they might be disturbed in their a “ M. Fourcroy has observed, peration by the vital ty of the mathat water disolves a small portion of chine, and the variety of the printhe base of the bile. In this expe- ciples of which it is composed. riment, a confiderably larger quan

- The nitric acid, as may be suptity was taken up than water could poted, was one of the first substances have diffolved, which I attribute to that occurred to me as fit for my the oxygenation of the refin by the purpole ; for it is known to containa pure air of the calx. I had fome about four parts of vital air, united reason to think, that obstructions to one of azote, with a certain proof the liver do often contiit of a de- portion of water. These principles pofition of the resin of the bile, can be separated from each other which, I now began to suppose, by the intervention of many other might be rendered soluble in the a- bodies, as chemists find every day in nimal fiuids, by the pare air of the their operations. I was led, befides, mercurial preparations that are gir- to give a preference to the nitric en for the disease. I have seen acid, from observing, that it if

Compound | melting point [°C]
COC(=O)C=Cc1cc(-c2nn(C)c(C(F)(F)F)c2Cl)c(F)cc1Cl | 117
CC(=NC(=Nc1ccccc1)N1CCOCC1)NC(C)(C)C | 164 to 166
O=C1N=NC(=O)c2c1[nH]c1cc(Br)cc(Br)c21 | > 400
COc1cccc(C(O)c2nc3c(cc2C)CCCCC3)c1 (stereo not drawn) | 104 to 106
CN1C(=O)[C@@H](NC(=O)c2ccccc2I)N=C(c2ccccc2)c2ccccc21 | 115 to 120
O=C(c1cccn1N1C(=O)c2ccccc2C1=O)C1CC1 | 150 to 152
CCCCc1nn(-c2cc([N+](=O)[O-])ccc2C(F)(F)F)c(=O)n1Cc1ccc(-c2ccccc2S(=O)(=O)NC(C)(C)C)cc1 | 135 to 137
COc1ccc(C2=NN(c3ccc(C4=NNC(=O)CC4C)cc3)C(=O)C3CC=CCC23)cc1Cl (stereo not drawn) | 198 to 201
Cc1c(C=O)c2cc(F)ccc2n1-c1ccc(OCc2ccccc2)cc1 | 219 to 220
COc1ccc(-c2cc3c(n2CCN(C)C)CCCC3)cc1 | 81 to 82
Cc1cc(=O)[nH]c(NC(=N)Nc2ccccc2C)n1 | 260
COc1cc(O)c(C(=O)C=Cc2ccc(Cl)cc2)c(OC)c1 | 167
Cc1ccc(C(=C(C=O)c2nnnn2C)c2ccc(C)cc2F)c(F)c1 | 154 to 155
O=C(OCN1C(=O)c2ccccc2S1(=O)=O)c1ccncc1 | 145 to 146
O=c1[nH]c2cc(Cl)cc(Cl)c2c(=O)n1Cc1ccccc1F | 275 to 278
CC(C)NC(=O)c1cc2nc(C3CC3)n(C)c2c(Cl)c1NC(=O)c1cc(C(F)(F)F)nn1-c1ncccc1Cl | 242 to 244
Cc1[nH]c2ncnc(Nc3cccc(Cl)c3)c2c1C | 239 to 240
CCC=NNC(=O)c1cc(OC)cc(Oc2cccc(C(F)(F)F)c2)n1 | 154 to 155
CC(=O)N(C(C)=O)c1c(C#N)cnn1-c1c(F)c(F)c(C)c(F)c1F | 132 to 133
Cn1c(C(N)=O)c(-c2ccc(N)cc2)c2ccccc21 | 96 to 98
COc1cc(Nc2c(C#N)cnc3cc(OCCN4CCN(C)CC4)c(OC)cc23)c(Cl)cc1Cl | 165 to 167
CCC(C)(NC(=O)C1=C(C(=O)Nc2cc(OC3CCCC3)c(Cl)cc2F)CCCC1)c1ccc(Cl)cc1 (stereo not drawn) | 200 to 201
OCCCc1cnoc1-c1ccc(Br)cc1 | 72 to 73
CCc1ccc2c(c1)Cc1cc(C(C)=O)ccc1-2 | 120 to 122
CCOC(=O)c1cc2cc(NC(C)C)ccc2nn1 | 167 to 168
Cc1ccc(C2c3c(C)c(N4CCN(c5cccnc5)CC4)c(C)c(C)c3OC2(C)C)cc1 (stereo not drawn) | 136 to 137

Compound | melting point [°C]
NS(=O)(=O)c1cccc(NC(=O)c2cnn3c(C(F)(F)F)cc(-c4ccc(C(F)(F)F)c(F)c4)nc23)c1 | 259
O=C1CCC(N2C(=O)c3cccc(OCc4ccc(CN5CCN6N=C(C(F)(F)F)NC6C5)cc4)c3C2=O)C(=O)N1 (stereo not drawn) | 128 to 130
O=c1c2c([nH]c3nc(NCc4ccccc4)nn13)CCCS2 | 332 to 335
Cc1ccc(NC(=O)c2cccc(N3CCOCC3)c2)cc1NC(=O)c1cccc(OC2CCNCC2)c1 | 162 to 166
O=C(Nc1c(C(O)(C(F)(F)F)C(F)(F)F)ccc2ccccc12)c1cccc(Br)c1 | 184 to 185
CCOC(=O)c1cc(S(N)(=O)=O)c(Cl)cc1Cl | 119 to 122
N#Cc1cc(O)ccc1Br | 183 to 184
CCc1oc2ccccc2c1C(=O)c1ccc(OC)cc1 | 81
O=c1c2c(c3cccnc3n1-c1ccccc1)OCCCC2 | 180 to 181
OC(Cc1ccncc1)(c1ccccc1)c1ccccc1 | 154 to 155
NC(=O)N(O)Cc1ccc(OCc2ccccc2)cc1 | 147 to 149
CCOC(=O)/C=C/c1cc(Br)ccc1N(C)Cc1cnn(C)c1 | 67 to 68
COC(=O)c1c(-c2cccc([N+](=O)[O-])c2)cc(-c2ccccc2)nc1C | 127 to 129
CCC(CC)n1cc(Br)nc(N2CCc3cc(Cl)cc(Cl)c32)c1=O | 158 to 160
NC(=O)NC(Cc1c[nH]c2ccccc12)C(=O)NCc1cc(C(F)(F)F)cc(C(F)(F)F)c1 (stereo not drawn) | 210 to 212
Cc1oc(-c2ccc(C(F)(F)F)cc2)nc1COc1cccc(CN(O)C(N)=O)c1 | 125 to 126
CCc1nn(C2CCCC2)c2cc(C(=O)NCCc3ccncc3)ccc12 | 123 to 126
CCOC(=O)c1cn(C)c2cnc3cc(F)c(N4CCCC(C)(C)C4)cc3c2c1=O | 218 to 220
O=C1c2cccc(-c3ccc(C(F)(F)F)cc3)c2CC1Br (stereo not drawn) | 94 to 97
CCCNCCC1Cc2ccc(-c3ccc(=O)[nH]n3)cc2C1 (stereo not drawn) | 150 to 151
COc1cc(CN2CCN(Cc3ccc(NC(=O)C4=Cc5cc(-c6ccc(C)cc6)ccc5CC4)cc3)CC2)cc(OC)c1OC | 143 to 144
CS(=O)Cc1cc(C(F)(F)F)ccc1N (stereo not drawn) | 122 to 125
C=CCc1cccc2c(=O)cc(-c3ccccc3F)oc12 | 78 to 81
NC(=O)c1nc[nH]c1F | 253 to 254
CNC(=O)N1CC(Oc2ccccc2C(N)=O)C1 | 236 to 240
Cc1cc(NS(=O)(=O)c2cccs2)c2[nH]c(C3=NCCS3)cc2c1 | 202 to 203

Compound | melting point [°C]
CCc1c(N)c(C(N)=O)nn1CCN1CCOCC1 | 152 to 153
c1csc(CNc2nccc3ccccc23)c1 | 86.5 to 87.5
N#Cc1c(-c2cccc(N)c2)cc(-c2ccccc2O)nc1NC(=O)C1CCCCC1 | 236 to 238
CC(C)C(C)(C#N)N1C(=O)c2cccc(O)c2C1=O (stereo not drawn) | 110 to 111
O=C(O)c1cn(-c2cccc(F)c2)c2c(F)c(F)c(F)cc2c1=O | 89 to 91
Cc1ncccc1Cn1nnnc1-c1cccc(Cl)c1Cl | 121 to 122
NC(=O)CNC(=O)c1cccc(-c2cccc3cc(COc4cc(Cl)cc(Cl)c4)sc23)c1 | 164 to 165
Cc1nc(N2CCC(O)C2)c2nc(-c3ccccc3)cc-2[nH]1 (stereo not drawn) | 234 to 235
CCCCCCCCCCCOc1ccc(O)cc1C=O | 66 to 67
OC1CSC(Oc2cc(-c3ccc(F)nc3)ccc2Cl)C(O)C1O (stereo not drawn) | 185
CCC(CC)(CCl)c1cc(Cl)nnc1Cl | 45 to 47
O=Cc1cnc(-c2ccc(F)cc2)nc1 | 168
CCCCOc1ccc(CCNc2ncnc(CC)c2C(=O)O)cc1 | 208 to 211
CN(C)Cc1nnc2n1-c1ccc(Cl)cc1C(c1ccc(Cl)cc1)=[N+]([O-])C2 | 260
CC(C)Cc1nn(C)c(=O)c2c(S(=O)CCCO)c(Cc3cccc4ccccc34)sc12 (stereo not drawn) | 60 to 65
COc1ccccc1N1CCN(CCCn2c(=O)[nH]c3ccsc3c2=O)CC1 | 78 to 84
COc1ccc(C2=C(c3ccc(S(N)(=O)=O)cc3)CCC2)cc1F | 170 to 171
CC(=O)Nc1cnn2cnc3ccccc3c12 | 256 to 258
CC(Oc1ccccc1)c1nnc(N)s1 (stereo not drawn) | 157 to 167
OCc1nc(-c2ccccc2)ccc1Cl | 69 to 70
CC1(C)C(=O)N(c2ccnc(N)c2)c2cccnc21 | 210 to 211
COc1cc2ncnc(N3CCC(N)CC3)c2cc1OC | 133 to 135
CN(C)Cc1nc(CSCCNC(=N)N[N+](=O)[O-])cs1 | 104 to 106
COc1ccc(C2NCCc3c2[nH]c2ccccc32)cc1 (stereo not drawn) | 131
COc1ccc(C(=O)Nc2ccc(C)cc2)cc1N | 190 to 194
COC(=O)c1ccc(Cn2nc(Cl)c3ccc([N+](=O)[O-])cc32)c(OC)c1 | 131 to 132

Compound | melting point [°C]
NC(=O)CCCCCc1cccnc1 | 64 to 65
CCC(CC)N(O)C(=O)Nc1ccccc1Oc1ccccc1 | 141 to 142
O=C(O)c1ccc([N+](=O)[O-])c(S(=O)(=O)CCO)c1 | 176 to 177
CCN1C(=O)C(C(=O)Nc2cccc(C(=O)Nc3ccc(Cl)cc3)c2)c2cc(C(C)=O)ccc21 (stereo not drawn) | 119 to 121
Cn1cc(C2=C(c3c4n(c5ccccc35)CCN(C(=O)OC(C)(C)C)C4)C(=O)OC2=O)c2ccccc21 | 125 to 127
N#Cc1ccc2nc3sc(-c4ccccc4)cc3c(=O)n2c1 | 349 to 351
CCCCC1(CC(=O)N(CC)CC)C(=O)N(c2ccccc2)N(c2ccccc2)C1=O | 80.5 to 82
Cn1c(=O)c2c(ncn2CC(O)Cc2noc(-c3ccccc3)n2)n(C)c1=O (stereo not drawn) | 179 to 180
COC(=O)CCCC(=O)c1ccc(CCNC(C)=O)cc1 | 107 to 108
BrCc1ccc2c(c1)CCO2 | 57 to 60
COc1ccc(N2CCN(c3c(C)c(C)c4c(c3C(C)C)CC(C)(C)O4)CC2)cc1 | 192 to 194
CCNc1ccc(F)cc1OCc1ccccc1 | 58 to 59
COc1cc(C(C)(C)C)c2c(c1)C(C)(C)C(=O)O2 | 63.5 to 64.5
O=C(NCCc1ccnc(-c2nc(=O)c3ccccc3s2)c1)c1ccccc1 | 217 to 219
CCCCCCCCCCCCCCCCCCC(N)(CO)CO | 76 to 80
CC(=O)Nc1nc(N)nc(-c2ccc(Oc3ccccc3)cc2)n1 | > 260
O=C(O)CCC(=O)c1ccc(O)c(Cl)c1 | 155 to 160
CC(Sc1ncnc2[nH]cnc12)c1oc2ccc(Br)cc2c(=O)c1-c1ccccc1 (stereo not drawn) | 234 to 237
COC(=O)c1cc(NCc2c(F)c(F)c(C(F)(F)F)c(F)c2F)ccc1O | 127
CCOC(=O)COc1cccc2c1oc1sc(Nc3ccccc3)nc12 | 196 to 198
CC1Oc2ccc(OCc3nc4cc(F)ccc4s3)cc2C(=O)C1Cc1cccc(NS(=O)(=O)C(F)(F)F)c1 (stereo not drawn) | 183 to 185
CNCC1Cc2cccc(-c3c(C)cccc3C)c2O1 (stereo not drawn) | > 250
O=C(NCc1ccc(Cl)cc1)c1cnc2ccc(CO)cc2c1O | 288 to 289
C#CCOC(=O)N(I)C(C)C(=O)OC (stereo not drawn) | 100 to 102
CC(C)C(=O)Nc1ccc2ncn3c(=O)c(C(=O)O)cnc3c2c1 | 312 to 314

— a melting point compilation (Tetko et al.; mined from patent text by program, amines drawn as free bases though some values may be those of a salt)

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folves very completely the resinous but could lie for a length of time on base of the bile. I have fince found, my left fide, which, from some disthat the celebrated M. Fourcroy ease in my liver, had not been the had made the same observation be. case for many months before. I fore me.